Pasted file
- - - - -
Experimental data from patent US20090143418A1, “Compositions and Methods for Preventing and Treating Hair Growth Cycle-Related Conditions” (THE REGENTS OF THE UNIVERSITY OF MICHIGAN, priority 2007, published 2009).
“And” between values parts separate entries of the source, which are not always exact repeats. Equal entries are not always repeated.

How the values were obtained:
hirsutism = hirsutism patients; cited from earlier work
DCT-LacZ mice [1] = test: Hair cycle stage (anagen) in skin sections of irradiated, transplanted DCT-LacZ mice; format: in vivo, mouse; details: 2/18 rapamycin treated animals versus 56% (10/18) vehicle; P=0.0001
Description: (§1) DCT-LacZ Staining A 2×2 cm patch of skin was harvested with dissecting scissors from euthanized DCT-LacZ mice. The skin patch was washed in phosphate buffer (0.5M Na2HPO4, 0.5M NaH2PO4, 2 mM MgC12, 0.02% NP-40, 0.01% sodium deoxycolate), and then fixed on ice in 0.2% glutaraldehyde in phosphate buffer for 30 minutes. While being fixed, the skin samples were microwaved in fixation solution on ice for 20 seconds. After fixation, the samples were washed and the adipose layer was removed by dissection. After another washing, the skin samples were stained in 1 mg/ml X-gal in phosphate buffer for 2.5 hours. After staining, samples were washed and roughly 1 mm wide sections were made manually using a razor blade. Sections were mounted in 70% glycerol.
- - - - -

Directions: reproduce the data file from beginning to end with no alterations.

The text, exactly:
Experimental data from patent US20090143418A1, “Compositions and Methods for Preventing and Treating Hair Growth Cycle-Related Conditions” (THE REGENTS OF THE UNIVERSITY OF MICHIGAN, priority 2007, published 2009).
“And” between values parts separate entries of the source, which are not always exact repeats. Equal entries are not always repeated.

How the values were obtained:
hirsutism = hirsutism patients; cited from earlier work
DCT-LacZ mice [1] = test: Hair cycle stage (anagen) in skin sections of irradiated, transplanted DCT-LacZ mice; format: in vivo, mouse; details: 2/18 rapamycin treated animals versus 56% (10/18) vehicle; P=0.0001
Description: (§1) DCT-LacZ Staining A 2×2 cm patch of skin was harvested with dissecting scissors from euthanized DCT-LacZ mice. The skin patch was washed in phosphate buffer (0.5M Na2HPO4, 0.5M NaH2PO4, 2 mM MgC12, 0.02% NP-40, 0.01% sodium deoxycolate), and then fixed on ice in 0.2% glutaraldehyde in phosphate buffer for 30 minutes. While being fixed, the skin samples were microwaved in fixation solution on ice for 20 seconds. After fixation, the samples were washed and the adipose layer was removed by dissection. After another washing, the skin samples were stained in 1 mg/ml X-gal in phosphate buffer for 2.5 hours. After staining, samples were washed and roughly 1 mm wide sections were made manually using a razor blade. Sections were mounted in 70% glycerol.